Terminal loneliness

Increasingly in the western world it is becoming normal to live and spend increasing amounts of time on ones own.  However a recent paper, reviewing the health effects of loneliness, suggests that feeling lonely and being alone, may in fact be as bad for our health as obesity.  Mark and I talked about this, and and the reasons why on Radio Live this Sunday morning.

(Click here to listen to the interview)

The study was carried out by researchers at Brigham Young University in the USA, and the paper was published just last month.  It is a meta-analysis of 70 studies, with a total of over 3.4 million participants, followed on average for seven years, and what the researchers found was that there was…

“…a significant effect of social isolation, loneliness, and living alone on odds of mortality. After accounting for multiple covariates, the increased likelihood of death was 26{1b812f7ed7a77644fff58caf46676f6948311bf403a3d395b7a7f87010507f87} for reported loneliness, 29{1b812f7ed7a77644fff58caf46676f6948311bf403a3d395b7a7f87010507f87} for social isolation, and 32{1b812f7ed7a77644fff58caf46676f6948311bf403a3d395b7a7f87010507f87} for living alone.”  (Click here for the whole article)

The surprising thing about this study was that it showed little difference between objective and subjective reports of loneliness.  To say this another way, these negative health effects impact those who feel alone and may or may not be isolated as much as those who are alone and may or may not be subjectively bothered by it.

Furthermore those percentages quoted above are not small effects, in fact…

“The risk associated with social isolation and loneliness is comparable with well-established risk factors for mortality, including those identified by the U.S. Department of Health and Human Services (physical activity, obesity, substance abuse, responsible sexual behavior, mental health, injury and violence, environmental quality, immunization, and access to health care” (Click here for the whole article)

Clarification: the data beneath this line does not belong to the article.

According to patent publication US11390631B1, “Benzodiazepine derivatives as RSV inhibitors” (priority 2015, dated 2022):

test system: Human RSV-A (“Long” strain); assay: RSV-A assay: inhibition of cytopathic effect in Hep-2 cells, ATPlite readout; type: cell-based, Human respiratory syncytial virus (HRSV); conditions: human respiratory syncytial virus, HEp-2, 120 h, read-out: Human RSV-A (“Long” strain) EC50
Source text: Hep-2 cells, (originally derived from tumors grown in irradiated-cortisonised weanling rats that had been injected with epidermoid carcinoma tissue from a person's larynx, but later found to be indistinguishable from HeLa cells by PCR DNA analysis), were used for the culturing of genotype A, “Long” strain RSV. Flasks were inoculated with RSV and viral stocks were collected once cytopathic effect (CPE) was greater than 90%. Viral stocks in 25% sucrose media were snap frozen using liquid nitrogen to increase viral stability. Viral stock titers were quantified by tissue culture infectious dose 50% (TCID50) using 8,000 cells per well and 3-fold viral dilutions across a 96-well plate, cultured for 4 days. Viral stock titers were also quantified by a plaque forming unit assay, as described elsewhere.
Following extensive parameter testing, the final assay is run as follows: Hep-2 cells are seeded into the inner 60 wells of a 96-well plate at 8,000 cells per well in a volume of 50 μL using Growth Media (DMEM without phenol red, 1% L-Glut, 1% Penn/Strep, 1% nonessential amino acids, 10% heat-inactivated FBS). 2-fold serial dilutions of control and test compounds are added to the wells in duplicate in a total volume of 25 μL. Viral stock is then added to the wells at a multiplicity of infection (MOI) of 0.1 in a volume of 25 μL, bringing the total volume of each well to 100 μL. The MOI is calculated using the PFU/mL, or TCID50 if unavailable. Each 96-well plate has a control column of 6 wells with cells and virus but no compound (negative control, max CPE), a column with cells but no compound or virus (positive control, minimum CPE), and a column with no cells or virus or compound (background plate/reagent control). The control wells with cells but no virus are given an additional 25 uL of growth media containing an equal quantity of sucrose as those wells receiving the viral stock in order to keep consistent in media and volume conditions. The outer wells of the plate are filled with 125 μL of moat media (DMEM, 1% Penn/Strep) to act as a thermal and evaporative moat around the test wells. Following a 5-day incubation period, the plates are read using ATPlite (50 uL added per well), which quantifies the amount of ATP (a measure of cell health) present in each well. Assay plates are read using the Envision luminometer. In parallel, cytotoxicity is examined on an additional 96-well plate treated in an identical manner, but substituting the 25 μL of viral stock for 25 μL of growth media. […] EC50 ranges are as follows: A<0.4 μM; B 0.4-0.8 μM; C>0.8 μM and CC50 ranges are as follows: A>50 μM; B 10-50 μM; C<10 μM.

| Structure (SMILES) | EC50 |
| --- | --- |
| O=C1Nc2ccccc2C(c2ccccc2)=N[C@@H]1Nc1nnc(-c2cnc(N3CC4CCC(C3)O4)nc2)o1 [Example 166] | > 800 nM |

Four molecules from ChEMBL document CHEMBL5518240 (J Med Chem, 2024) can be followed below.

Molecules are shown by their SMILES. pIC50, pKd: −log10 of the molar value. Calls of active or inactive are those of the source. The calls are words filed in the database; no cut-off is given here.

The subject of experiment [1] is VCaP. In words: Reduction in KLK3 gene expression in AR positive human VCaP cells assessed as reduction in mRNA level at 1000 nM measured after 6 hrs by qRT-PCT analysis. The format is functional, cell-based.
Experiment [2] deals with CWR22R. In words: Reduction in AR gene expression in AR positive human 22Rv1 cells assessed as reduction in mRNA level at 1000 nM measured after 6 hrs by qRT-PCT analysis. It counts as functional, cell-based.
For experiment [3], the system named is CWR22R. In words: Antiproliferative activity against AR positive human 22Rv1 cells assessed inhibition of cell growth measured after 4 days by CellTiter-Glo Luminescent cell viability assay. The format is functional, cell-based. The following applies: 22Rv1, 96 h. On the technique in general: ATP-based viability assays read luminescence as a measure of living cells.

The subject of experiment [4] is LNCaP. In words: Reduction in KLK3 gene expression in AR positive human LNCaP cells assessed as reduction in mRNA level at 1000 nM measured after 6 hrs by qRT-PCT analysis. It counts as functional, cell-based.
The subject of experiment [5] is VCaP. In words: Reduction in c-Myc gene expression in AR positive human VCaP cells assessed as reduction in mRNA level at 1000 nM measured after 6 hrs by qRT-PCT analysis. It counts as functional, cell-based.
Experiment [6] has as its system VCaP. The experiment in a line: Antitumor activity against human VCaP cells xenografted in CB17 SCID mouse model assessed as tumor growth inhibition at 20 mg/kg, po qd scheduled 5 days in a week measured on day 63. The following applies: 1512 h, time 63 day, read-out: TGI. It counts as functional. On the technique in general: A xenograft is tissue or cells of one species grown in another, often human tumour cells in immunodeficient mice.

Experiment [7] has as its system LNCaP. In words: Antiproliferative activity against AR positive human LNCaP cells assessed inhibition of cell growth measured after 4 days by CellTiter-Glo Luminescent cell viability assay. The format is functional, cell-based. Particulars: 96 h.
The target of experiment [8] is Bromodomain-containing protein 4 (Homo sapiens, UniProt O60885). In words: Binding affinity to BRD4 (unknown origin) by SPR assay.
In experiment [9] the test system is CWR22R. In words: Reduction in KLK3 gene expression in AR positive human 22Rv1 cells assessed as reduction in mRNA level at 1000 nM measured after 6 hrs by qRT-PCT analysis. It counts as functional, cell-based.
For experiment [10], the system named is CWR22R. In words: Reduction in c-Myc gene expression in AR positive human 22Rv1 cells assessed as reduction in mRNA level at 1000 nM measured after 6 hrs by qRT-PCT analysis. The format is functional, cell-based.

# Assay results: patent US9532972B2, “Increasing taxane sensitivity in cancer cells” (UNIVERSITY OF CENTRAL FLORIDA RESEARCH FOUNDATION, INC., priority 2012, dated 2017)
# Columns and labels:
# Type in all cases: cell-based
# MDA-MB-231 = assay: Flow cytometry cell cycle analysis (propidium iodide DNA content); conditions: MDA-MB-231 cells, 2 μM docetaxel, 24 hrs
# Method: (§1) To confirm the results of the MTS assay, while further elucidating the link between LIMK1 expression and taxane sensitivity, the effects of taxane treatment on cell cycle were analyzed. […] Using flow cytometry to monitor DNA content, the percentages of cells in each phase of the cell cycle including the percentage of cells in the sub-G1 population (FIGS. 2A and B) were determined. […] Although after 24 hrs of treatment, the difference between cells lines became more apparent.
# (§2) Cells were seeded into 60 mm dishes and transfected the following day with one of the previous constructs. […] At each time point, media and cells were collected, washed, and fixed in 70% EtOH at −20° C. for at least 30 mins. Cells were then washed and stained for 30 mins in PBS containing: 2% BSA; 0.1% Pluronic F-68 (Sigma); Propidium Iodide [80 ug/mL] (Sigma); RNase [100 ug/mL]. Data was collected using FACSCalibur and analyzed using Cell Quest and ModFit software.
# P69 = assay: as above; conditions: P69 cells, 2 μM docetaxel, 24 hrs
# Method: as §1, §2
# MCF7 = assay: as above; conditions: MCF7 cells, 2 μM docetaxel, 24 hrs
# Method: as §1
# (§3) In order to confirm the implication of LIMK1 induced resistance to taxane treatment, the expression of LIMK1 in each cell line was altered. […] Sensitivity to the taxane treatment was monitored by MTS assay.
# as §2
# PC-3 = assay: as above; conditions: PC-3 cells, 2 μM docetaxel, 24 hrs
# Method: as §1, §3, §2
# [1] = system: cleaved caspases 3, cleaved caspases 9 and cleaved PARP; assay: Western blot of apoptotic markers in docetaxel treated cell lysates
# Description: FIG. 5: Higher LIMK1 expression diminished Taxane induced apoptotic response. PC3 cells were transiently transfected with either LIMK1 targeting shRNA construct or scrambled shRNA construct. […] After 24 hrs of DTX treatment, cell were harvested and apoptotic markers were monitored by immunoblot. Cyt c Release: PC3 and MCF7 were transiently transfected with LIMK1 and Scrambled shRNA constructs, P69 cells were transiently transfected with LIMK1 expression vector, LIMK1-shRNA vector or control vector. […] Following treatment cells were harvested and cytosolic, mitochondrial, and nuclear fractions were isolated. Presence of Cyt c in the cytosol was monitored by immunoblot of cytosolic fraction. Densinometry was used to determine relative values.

The surprising thing for me is that these results suggest that underlying mechanism is not in fact loneliness, because those who are alone but may subjectively not feel lonely are still impacted negatively in terms of their mortality.

What we are talking about here is connection, as it is possible to be surrounded by others and be disconnected and feel alone: it is also possible to live on ones own and not feel loneliness but not have meaningful human connections with others.

We all need others to help us regulate and manage our emotions, to help us think, and to regulate physical responses and stress.  The template for this lies in all of us in terms of our earliest attachment experiences, where humans as babies literally need the connection with caregivers to survive.

We know this from the earliest studies of attachment when medical science, in the early 20th century, isolated orphaned children from human touch to avoid infections, and despite all their basic physical needs being fulfilled, these children ultimately died.  It came to be called failure to thrive but could equally be called death from lack of love and connection.

What also seems sad is that our culture needs to keep learning this lesson, as currently our communities, our work, our technologies even our architecture, becomes more and more centered around individualism and an acceptance of being and living alone.

It seems this too is killing people, but I would suggest it is also causing our cultures and community to “fail to thrive.”



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